PTSD: Reasons for it and What to do When You Have it
PTSD: Not just from going to war
Contrary to most beliefs, PTSD or post-traumatic stress disorder does not only affect soldiers who have come back from war. It is alarming at how many people still believe this. Victims of any kind of trauma that disrupts normal life causing mental distress can be considered, PTSD.
PTSD can cause panic attacks, lack of eating, over eating, various phobias, sleeplessness, flashbacks, talking about a similar situation, repeating the story of what happened, among other things. PTSD can also lead some individuals to not be able to hold a job. It is disabling. People who have suffered from verbal or psychical abuse, incest, rape, a car accident, medical malpractice, medical trauma, former drug users, victims of domestic violence, victims of terror attacks, witnessing a crime or murder, significant loss, and the list goes on. Of course soldiers who have witnessed mass murder, have injuries, and other ailments from going into combat have PTSD from these kinds of trauma, but they are not the only victims of this kind of mental stress.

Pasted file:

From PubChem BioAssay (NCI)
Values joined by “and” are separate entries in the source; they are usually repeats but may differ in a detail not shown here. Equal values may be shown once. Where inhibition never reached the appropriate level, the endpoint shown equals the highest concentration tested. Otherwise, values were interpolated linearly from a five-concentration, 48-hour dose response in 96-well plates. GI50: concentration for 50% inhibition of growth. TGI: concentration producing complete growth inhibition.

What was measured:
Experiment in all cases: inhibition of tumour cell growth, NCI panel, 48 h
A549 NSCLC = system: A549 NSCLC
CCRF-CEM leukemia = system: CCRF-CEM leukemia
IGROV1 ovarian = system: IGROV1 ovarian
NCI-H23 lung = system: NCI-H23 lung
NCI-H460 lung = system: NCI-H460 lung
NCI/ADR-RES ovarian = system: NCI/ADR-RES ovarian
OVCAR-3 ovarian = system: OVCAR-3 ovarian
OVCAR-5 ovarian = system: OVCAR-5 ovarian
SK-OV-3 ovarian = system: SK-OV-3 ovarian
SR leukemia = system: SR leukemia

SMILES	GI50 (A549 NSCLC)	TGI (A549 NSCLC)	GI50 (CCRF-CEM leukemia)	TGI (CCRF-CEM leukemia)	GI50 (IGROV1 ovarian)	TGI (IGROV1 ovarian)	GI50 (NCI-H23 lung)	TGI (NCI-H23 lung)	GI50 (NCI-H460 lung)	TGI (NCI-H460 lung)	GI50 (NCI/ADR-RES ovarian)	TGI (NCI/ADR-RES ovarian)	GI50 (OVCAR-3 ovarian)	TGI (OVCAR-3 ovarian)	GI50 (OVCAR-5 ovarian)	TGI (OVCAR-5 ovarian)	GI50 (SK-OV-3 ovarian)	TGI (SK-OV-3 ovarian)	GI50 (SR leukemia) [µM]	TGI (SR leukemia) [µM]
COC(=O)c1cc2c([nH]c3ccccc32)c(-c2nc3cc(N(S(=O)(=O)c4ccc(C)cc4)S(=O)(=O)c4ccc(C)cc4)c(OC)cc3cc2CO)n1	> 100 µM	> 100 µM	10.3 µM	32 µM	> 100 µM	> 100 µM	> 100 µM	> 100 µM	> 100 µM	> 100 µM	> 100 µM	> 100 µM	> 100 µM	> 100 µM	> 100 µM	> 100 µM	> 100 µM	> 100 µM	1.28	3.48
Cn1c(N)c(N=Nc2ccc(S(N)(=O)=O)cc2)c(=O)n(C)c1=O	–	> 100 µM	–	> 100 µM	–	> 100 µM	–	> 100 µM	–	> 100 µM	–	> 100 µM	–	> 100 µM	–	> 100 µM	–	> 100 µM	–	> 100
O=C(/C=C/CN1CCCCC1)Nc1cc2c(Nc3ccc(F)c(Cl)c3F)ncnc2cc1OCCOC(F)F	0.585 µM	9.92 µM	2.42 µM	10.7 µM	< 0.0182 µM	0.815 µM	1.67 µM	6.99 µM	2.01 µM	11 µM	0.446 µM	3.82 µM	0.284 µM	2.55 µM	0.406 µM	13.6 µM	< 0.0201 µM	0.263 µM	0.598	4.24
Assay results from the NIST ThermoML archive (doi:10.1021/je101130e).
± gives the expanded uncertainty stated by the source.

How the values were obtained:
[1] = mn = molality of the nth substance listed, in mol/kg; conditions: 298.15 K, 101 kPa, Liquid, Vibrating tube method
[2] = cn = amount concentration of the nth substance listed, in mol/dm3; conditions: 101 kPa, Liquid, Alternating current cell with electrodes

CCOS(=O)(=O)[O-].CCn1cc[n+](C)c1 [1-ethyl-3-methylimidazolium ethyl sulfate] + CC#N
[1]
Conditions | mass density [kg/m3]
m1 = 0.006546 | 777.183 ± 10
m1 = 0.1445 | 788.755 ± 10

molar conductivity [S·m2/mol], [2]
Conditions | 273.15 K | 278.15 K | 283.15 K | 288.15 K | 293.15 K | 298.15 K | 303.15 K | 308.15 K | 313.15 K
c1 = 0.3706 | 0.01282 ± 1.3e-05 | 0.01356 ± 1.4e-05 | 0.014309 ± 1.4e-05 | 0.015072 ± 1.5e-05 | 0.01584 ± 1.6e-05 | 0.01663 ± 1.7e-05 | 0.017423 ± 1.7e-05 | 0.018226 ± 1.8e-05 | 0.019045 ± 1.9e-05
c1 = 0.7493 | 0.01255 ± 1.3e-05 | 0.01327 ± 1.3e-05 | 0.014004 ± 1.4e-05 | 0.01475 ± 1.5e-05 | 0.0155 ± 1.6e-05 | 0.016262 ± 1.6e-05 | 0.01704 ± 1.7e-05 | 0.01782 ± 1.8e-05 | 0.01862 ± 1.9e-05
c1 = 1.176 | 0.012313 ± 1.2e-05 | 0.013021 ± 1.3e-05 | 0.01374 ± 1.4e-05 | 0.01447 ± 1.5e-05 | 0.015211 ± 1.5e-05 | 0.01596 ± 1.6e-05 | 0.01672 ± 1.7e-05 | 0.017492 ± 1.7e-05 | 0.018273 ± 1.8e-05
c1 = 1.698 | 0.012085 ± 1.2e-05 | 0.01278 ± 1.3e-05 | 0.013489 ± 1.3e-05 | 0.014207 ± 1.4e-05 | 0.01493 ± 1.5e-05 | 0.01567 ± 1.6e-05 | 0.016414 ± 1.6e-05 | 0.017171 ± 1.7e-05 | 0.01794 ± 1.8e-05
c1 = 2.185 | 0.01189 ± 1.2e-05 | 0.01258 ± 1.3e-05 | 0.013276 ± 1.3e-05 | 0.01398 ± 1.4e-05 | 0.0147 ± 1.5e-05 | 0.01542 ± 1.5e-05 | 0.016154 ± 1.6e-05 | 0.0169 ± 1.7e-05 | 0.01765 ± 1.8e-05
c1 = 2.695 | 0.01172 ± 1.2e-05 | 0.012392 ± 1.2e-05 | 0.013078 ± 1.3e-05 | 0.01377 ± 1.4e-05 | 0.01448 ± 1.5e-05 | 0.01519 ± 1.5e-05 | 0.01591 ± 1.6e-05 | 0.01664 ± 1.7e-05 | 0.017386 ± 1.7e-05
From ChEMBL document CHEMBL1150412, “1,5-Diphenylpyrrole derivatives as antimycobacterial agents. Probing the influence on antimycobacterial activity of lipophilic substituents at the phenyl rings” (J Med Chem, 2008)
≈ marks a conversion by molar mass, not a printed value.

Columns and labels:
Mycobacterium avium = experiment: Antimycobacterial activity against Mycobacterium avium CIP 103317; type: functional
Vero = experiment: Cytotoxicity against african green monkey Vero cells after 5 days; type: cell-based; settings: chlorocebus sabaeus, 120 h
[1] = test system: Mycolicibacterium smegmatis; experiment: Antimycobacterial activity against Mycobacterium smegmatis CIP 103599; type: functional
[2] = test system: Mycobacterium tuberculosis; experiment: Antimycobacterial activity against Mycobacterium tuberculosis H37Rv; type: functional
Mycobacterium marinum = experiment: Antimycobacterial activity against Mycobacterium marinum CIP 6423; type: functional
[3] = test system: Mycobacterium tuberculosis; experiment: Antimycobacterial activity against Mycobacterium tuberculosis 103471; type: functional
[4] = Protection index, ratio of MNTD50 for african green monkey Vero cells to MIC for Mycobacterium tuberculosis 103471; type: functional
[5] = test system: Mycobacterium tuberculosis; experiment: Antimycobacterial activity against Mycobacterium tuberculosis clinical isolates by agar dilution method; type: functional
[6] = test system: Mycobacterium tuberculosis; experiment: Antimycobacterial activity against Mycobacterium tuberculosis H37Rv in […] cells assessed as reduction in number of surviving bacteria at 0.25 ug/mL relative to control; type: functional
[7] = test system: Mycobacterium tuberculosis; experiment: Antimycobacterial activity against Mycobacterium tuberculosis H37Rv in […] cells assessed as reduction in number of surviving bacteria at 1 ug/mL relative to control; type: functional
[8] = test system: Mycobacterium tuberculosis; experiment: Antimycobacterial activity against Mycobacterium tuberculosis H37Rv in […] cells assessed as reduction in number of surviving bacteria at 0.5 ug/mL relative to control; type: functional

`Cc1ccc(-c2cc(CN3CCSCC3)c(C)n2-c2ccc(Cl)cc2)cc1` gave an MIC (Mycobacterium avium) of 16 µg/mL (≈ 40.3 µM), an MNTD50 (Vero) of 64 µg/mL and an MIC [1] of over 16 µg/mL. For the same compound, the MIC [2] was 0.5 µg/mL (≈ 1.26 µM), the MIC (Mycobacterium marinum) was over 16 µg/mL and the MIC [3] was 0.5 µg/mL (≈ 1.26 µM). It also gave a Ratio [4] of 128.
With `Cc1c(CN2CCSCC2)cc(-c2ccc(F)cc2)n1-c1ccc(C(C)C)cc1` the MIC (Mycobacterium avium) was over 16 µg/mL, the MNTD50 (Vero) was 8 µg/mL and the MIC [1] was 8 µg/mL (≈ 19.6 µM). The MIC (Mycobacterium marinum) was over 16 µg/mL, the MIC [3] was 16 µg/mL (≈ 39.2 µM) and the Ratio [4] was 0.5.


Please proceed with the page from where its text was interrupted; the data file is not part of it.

For those who believe they have PTSD should be evaluated by a medical professional. Typically, you want to find a social worker or clinical counselor to talk to and find out if you are truly suffering from PTSD to make sure you are properly diagnosed and treated for it if needed. Talking to a counselor who specializes in trauma can be extremely helpful. Sometimes trauma is beyond what we can handle and medication can help. There are also various kinds of herbal remedies and vitamins which can help with chronic stress support, and relieve tension and anxiety.
A more common prescription in western AMA medicine for PTSD is Ativan, but there are several others depending on symptoms you get with your PTSD that may work better for you. The problem with many of today’s medications is people become reliant on medications and some people become addicted to them. Over time they can also stop working and doctors choose to switch patients to a different medication. Natural approaches are better in the long run and cause fewer vitamin deficiencies and don’t create dependencies.
Integrative therapy approaches such as using herbals, vitamins, and even acupuncture can be helpful, but also walking a few miles a day can also benefit you as a therapy. Exercising can release endorphins and make us feel happier. If you cannot walk around your neighborhood due to your specific trauma, investing in a stationary bicycle, rowing machine, or treadmill can allow you to stay in the comfort of your own home.
If you have or believe you have PTSD make sure you talk to someone and document information. There is help for this kind of trauma related mental condition.